Yeah its not great. I would think xFip, SIERA, etc would be better. However, do those look better? In the last two years, Watson’s velocity has dropped by 1.1mph. His xFip has steadily increased, from 2.8 to 4.2, walk rate gone up by .9/9, and k rate down 1.7/9 (although it was .3 better in ’16 than ’15.) I just don’t see any indication that Watson is NOT a pitcher in decline. I’d take him over Bastardo still, but I don’t see the same guy that was part of a 1-2 punch like a couple years ago.


I agree that the Pirates bullpen, unlike what they started 2016 with, has the potential to be pretty good. That is assuming they don’t trade Watson, because he is the only real proven commodity in that group – many of the others have great arms, but their performances have not equaled their potential.

With all that being said, this could be a real strength for the team in 2017. The key will be getting enough from the rotations, so the bullpen doesn’t get overused and exposed, as was the case last year – especially in the first 2-3 months of the season when the team was still trotting Locke, Niese, and Nicasio out to the mound every 4-5 days. The rotation has a lot of youth and talent as well – if the rotation and bullpen come together, the Pirates could have a pretty good pitching staff in 2017.

Zack Nagel

I agree. I feel good about their bullpen but they do need to cut Bastardo loose. Get some savings. The weakest link looks like Hughes and he’s put up solid numbers every year (still scares me every time he pitches though).


If hughes pitching to his averages he cuts it as a situational #6 .

Zack Nagel

Career sub 3.00 era? Deceptively low, but you are right he is a solid 6th or in this case maybe 7th best arm in the pen. It shows a deep bullpen.


Agreed – Bastardo needs to go – he is a walk and HR waiting to happen. Hughes doesn’t give me great confidence, but overall his numbers have not been horrific…


You forgot about Liriano, who was terrible, trotting out every 5th day also.


Yeah, he was pretty bad also – especially right before the infamous “trade”….


I still like Glasnow being considered for the pen for a year. Kid needs to work on having success in the show not at AAA.


He needs to develop a 3rd pitch. I doubt he’d do that pitching from the bullpen. He would be all fastball/curveball. Glasnow and the Pirates need to figure out that change …. different grip or something maybe.

Scott H

I don’t really see the need because we have accumulated a good bit of depth, and we have the aforementioned arms in the minors, but has anyone heard any talk of the team bringing back Feliz? I don’t believe that I have, and it’s probably been determined that he will cost too much after a decent season in Pittsburgh.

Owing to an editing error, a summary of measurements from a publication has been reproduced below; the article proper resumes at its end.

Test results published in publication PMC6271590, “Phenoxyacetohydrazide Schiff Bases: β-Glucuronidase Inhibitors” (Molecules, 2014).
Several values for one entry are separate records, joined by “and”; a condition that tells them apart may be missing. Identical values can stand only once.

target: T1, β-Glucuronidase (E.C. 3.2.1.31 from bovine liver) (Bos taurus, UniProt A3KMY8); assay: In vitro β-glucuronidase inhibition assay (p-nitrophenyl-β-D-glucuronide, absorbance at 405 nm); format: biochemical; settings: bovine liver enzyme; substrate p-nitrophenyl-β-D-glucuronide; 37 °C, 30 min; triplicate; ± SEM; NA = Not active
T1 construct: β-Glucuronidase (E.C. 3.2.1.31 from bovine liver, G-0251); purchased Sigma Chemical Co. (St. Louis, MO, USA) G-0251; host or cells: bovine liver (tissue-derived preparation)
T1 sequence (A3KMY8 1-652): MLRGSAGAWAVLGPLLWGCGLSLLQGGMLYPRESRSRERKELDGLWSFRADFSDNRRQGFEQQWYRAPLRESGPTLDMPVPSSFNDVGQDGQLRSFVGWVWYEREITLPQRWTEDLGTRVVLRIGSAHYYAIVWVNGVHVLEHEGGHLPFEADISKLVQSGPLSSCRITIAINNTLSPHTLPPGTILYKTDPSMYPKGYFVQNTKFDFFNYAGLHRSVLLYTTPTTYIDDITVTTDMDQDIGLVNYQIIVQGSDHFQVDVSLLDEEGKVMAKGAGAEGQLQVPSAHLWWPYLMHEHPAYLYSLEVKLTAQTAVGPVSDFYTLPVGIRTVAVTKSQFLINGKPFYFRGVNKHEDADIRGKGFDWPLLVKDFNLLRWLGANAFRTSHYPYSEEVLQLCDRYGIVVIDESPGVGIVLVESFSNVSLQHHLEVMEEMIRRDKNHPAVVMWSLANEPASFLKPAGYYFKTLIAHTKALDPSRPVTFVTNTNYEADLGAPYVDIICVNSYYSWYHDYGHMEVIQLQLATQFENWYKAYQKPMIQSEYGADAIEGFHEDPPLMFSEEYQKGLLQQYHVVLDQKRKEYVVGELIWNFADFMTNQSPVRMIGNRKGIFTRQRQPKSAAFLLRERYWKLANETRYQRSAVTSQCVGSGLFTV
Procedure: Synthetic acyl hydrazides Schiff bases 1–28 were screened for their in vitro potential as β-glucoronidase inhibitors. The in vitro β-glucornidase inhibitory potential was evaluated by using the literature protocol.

Aaron L

Looking for a multi-inning closer in the mold of Andrew Miller? Juan Nicasio.

Zack Nagel

If they move Watson and/or Bastardo, it would be nice to see them add a multi-inning reliever. With a young rotation it will be nice to have several multi-inning bullpen arms.


Excellent piece. The Pirates have wheeled and dealed themselves into the position where they can have a strong BP for the next 5 years and beyond even if they do not add more. Watson, Rivero, Hudson, Nicasio, LeBlanc are pretty well set, and I like the work of Edgar Santana, Dovydas Neverauskas, Montana DuRapau, and Tate Scioneaux. Add SP/RP like Brault, Duncan, Boscan, and Kuchno, so where does that put guys like Schugel, Hughes, Webb, and Ogando?

Looking for a big year from Mitch Keller, Gage Hinsz, and Taylor Hearn at Bradenton.

Scott H

As you mentioned, we do have a good bit of depth…though I’m pretty sure Boscan is now out of the organization.


Thank you. Also, my subconscious must have taken over and kept me from even listing Bastardo. Hate to think of having to pay him $6.5 mil in 2017 regardless of whether the Mets are offsetting that for some unknown amount.


At least it is easier to come up with bullpen 2.0 succes than starting staff 2.0

One thing that makes it easier is that failures in the bullpen do not usually become great starters, but failures as starters often become really good relievers.

Roy Face as a young starter had a good arm, but not enough stamina to be a nine inning starter.

Dave Giusti, was aquired after the 1969 season to be a starter for for the Pirates. That plan stalled. He went to the bullpen, and like Roy Face, the rest is history.

And for any of you who think that no one valued relief pitchers until recently, I understand that the highest paid player on the Pittsburgh Pirates in 1960 was Roy Face.


I just did a brief search for the 1960 Pirates salaries and couldn’t find anything, but I did find a letter from Joe Brown to Roberto Clemente denying his request for $23,000 for the 1960 season. The highest he was willing to go was $20,000.


Roy Face is reported to have made 50K in 1960. Some years ago when I first found this I was surprised, but when I thought about it some more, it made sense.

David N

IDK anything about the 1960 salaries either, but my antique copy of the Baseball Encyclopedia shows why Roy Face may have been relatively we’ll-compensated in 1960. Based on 1958-59 stats (and remember, these were the ones people paid attention to pre-SABR):
1958: 5W 2L, 20S, 2.89 ERA
1959: 18W 1L, 10S, 2.70 ERA

He didn’t do badly in 1960 either:
1960: 10W 8L, 24S, 2.90 ERA

Face’s likely best-compensated teammates in 1960, based on production and length of service with the team would have been Bob Friend, Vernon Law, Dick Groat, Bill Mazeroski and Roberto Clemente, not including players who joined the Pirates as a result of the best trade, imo, the Pirates ever made: Don Hoak, Harvey Haddix and Smokey Burgess. Of course, Frank Thomas went the other way in that trade with the Reds, providing some “financial flexibility.”